Instead of always putting off your most time consuming or laborious tasks, start the day with one instead. We are often most productive at the start of the day and you’ll get a motivational boost if you can complete something you’ve been dreading first thing.
Then, you can crack on with the tasks you enjoy the most for the rest of the day. Do the most important tasks first and then concentrate on the rest. If you schedule in some time for admin tasks each day then this will stop them piling up and becoming overwhelming.
Here are some ideas for prioritising and managing your workload:
- Create a to-do list - start each day by making a list of the tasks you need to complete, and then prioritise them based on their importance and urgency. This will help you stay focused and ensure that you tackle the most pressing tasks first.
- Use the 80/20 rule - also known as the Pareto Principle, this rule suggests that 80% of your results come from 20% of your efforts. Focus your time and energy on the tasks that will have the biggest impact on your business, and delegate or outsource tasks that are less important.
- Block out distractions - set aside specific times of day for tasks that require concentration, and eliminate distractions during those times. This could mean closing your office door, turning off your phone, or using noise-cancelling headphones.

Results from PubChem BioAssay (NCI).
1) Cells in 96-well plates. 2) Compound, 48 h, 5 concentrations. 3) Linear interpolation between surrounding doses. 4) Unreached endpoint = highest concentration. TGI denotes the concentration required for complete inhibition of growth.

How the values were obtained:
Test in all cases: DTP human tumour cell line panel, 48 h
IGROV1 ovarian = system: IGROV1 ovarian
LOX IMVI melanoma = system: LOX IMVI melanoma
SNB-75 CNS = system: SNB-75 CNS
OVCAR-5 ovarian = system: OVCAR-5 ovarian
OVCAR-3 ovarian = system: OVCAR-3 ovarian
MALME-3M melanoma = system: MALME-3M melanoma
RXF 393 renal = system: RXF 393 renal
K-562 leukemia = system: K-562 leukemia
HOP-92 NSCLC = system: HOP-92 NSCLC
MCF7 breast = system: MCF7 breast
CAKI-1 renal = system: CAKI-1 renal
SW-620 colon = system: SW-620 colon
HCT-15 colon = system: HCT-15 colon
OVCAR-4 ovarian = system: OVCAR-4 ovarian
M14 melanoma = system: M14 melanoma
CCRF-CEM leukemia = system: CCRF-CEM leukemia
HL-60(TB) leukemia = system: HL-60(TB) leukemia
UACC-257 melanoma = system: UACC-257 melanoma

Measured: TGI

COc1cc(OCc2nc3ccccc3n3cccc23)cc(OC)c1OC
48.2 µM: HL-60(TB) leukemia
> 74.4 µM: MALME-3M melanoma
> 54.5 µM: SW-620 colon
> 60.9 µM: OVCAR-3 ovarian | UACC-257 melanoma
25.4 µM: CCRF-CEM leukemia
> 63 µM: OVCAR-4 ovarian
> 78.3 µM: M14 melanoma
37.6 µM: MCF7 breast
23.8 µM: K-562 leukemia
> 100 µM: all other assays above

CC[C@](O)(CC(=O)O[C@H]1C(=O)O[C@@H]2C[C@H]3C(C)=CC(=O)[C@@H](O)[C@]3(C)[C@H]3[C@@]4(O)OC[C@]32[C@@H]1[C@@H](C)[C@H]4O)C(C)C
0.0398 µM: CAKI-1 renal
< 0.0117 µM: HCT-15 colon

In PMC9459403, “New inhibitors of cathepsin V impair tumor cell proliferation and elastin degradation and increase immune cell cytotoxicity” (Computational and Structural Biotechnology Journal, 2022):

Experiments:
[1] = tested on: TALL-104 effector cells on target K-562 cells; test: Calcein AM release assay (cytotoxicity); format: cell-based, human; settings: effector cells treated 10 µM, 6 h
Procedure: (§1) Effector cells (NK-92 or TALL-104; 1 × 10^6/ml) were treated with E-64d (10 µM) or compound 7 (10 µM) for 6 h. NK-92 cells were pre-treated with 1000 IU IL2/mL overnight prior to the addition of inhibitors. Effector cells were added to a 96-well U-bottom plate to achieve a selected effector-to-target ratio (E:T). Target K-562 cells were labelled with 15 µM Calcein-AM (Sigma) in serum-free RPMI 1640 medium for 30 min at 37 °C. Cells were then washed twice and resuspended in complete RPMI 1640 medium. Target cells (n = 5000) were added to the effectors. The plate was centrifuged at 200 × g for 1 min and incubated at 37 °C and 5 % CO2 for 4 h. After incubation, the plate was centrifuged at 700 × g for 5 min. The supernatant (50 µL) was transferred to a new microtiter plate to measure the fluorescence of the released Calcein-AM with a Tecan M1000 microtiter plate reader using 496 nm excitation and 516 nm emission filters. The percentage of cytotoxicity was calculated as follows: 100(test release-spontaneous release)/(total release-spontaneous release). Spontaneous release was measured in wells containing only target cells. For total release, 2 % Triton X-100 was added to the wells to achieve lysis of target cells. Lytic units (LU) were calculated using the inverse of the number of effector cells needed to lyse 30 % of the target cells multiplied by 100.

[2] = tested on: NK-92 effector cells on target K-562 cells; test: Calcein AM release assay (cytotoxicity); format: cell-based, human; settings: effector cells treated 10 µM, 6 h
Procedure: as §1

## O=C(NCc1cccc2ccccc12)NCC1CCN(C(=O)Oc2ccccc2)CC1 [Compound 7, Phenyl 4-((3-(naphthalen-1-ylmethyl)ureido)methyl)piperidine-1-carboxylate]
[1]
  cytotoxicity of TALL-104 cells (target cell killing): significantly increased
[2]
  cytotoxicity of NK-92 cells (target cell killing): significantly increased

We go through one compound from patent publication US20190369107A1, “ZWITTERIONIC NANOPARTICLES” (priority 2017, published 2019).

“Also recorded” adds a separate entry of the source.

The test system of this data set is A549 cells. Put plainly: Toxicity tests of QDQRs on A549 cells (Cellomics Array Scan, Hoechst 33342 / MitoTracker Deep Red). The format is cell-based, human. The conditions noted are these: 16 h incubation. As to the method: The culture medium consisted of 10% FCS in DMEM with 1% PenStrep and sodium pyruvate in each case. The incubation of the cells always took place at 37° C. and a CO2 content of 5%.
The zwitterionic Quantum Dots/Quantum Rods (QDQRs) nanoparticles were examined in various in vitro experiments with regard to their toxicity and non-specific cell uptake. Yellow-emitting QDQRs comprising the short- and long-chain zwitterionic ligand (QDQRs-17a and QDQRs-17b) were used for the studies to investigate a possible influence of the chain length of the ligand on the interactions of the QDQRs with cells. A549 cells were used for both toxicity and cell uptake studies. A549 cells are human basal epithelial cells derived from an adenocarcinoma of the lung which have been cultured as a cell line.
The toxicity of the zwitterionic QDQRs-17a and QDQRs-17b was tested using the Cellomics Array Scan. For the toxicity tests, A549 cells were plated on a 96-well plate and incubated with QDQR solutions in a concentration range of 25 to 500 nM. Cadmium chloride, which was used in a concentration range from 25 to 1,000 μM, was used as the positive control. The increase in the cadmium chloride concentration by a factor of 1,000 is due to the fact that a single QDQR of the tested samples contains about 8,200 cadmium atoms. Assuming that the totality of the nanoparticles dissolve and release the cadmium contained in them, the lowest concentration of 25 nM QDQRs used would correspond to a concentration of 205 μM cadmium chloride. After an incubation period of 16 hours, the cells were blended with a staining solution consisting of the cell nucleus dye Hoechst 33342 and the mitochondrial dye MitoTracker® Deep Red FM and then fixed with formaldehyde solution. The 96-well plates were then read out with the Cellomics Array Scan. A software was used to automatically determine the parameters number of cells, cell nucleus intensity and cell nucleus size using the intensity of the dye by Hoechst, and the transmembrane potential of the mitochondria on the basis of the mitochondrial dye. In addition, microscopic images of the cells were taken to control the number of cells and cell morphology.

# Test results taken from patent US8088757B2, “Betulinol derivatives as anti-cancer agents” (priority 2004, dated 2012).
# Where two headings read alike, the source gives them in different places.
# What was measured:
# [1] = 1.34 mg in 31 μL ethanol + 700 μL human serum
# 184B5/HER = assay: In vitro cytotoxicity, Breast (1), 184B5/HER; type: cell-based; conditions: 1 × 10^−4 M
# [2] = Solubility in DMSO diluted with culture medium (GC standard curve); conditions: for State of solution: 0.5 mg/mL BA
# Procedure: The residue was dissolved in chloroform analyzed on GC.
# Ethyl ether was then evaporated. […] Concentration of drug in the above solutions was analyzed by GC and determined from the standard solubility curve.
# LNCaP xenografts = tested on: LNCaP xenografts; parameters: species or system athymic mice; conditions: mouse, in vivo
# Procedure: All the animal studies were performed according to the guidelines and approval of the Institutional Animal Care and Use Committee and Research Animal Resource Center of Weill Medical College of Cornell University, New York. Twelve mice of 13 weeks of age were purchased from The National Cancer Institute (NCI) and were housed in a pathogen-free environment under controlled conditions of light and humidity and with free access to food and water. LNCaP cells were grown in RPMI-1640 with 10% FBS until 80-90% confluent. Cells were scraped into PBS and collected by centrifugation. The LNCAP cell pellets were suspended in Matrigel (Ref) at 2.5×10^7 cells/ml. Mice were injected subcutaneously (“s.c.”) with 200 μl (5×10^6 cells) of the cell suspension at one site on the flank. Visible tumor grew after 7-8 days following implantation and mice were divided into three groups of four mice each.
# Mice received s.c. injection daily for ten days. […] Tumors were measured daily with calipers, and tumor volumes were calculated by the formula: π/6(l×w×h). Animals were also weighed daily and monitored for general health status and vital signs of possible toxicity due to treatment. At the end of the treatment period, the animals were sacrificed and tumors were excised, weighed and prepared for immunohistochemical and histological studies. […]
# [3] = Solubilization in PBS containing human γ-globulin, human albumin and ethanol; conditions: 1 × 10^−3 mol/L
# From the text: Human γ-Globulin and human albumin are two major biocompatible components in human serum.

- Break tasks into smaller chunks - if you're faced with a large or complex task, break it down into smaller, more manageable parts. This will make it easier to stay focused and avoid feeling overwhelmed.
More ways to run a small business smoothly
Not ready to stop there? Looking for even more ways to streamline your small business operations? Check out these additional tips:
- Outsource tasks: Outsourcing tasks can help small business owners free up their time and focus on the core aspects of their business. Tasks that can be outsourced include administrative work, content creation, social media management, bookkeeping, and more. Freelancer platforms such as Upwork and Fiverr can help you find qualified professionals to take on these tasks.